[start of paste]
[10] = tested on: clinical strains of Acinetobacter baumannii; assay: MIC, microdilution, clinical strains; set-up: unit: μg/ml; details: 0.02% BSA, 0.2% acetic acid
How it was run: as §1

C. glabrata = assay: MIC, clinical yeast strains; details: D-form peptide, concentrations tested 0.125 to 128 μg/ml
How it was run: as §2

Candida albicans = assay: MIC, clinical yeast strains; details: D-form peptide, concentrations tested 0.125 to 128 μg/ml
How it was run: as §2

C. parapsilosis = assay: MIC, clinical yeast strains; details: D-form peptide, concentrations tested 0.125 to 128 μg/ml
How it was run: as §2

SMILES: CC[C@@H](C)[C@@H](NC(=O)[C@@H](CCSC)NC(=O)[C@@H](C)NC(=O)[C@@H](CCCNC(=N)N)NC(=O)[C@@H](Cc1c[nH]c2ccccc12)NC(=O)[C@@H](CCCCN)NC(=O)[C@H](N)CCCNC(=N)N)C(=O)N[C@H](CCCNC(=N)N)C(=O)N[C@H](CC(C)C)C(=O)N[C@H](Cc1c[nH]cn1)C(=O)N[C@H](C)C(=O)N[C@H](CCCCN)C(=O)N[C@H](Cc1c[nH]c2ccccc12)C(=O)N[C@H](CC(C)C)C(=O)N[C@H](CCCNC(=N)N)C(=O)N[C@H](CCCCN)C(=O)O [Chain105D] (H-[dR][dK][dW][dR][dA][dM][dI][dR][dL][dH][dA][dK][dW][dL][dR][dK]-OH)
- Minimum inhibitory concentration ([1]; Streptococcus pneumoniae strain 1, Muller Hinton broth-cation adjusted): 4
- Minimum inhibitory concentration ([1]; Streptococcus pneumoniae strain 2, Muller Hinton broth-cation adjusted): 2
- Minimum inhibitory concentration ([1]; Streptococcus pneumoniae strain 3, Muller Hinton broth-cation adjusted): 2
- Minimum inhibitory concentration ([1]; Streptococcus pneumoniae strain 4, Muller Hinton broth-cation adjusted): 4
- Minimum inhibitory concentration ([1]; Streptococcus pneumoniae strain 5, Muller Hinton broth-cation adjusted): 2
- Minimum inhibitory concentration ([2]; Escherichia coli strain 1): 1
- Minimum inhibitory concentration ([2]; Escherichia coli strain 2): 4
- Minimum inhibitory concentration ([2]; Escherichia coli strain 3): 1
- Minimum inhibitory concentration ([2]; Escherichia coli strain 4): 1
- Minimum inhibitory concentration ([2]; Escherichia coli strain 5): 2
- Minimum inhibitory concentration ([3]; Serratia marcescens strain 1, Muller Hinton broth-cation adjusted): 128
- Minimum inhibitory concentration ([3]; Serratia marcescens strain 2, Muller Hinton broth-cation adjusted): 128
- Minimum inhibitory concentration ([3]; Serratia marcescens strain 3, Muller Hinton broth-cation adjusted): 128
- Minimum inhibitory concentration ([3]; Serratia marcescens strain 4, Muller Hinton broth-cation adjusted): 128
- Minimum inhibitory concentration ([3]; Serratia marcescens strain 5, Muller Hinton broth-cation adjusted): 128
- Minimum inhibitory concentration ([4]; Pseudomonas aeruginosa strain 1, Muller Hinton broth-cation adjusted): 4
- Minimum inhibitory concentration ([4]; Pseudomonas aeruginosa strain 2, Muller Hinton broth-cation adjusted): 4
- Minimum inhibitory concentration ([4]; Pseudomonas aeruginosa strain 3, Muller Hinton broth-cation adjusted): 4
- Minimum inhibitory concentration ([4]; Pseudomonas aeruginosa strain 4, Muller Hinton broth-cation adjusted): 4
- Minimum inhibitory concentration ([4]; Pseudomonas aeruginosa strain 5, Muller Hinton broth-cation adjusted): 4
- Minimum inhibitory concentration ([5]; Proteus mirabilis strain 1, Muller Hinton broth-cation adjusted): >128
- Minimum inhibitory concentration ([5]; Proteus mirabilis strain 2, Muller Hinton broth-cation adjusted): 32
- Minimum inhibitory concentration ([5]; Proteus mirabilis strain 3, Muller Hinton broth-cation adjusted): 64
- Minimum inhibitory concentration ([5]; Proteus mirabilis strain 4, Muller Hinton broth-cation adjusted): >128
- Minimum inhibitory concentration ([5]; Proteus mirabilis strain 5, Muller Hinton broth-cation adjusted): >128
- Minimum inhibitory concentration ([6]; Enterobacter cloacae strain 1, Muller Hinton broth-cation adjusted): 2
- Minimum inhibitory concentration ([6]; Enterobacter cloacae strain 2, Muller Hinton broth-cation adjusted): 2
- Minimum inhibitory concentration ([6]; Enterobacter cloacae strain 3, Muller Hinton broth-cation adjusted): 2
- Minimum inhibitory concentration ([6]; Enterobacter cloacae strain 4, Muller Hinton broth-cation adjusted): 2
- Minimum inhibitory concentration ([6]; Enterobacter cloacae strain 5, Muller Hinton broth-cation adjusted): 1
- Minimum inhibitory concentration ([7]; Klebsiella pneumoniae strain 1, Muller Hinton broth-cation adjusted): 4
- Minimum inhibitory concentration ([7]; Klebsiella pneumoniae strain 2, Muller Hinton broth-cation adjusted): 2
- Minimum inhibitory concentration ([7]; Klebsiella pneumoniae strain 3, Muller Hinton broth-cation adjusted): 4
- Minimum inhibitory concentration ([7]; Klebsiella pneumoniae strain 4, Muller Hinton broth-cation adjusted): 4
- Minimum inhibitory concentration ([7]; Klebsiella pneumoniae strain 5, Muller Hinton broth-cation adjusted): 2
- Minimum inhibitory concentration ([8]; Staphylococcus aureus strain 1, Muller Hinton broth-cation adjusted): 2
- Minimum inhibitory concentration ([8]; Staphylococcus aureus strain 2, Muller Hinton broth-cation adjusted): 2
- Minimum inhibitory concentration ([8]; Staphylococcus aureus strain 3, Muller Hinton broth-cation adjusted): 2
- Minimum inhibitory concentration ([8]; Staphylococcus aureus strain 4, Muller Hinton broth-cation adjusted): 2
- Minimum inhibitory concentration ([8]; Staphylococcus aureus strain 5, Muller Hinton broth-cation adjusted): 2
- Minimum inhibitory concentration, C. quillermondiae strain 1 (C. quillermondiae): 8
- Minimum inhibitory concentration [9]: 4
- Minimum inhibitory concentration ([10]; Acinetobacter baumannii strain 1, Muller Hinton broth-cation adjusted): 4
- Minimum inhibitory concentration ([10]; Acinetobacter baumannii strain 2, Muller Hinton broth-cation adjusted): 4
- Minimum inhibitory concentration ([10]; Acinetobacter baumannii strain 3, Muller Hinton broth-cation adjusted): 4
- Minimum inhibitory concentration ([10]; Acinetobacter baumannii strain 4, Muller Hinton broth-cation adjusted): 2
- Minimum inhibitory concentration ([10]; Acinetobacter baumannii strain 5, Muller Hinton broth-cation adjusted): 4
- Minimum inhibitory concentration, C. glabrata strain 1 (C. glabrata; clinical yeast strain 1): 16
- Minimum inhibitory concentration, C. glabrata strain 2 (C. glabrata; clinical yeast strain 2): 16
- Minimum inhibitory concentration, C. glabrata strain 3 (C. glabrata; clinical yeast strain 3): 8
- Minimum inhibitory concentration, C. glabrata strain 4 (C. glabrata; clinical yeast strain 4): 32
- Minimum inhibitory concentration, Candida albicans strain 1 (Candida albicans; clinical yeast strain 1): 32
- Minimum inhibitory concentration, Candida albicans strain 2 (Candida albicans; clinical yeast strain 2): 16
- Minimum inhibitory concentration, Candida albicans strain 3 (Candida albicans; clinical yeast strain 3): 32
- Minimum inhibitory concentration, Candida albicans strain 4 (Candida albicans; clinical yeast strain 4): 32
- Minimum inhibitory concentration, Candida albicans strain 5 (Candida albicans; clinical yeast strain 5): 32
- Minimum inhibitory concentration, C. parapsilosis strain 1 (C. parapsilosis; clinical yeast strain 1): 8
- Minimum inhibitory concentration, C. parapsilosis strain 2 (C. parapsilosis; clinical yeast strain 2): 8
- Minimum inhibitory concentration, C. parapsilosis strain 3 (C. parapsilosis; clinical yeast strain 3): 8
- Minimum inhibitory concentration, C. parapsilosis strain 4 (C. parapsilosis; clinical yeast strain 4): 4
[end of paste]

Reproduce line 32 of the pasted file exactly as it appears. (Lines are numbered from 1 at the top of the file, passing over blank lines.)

- Minimum inhibitory concentration ([5]; Proteus mirabilis strain 3, Muller Hinton broth-cation adjusted): 64